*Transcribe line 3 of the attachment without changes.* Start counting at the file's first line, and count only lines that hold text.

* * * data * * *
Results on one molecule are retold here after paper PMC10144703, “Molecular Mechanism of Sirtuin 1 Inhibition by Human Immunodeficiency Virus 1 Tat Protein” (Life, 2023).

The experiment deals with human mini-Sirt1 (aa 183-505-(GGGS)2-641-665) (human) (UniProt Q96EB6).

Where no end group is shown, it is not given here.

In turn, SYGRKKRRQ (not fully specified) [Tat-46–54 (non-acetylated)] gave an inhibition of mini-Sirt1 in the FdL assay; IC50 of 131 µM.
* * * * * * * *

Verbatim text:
Where no end group is shown, it is not given here.